In terms of privacy, the app assigns each handset a persistent identifier (PUID) that is used to create ephemeral IDs (EBIDs) for the handset that change periodically. These are created by encrypting the PUID with a global broadcast key that is renewed periodically. After four weeks, the key is deleted. It’s the ephemeral EBIDs that are broadcast by the phone, and the EBIDs of other phones in close proximity that are recorded. Once a patient is diagnosed, with the patient’s consent and authorisation from a health authority, the app uploads all the EBIDs recorded over the prior three weeks to the server, along with time of contact, Bluetooth metadata and some other information. The backend server then uses the global broadcast keys to decrypt the EBIDs, revealing the PUID (and therefore the pseudonymised identity) of all the devices that were close to the infected person in the specified date range.
The DP-3T group were quick to publish a security and privacy analysis of PEPP-PT’s paper. The analysis notes a couple of major divergences in how the two systems operate. Most notably, on DP-3T, the risk calculation is performed on the app user’s handset, rather than by the server, meaning the data doesn’t need to leave the user’s phone. In terms of privacy concerns, DP-3T highlighted the potential for function creep and the learning of a user’s social graph of users in the NTK protocol.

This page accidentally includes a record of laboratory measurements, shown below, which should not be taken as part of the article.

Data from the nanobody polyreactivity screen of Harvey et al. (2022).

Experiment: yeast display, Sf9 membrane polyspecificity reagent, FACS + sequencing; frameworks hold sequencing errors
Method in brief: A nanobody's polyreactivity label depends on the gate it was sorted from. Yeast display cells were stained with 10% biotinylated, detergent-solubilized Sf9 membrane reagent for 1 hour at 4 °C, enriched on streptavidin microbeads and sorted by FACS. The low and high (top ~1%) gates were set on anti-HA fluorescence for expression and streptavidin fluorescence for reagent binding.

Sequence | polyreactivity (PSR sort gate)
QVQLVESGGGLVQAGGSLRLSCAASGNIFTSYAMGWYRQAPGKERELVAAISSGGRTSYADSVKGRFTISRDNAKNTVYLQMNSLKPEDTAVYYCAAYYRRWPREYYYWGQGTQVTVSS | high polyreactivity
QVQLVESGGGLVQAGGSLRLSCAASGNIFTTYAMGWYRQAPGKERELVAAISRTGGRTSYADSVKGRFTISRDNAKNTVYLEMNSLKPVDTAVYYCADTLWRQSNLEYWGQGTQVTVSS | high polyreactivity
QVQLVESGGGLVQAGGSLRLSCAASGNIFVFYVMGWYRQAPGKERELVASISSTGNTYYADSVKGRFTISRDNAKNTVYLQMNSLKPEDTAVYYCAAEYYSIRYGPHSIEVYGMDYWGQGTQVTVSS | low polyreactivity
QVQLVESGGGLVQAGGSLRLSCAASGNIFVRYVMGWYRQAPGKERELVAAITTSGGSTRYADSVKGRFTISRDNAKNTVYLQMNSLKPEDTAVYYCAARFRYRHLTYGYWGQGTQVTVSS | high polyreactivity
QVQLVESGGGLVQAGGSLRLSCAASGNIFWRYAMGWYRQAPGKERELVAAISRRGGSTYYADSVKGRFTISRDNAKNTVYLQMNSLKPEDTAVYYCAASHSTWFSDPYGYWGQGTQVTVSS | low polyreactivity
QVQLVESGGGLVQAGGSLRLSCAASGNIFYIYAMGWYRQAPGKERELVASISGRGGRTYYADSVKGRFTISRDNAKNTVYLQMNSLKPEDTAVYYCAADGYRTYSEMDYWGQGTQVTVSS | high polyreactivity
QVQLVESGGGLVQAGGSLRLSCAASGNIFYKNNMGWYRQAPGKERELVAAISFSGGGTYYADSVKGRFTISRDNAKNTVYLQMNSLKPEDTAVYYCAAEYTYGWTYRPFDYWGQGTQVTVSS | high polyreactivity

DP-3T’s analysis asserts that because the backend user creates the ephemeral identifiers, the backend server can link any past or future identifier (EBID) with the permanent identifier (PUID). This means the backend server can identify any specific, pseudonymous individual. With a small amount of additional data – the group uses the example of CCTV footage or smart travel card data – the individual’s identity could be revealed. The group suggests that this means there is a high potential for function creep, and the transformation of a coronavirus contact-tracing tool into a surveillance tool. The paper even states that given a target EBID (e.g. one collected by law enforcement or at a passport control point), a specific user’s movements could be traced without access to the backend database.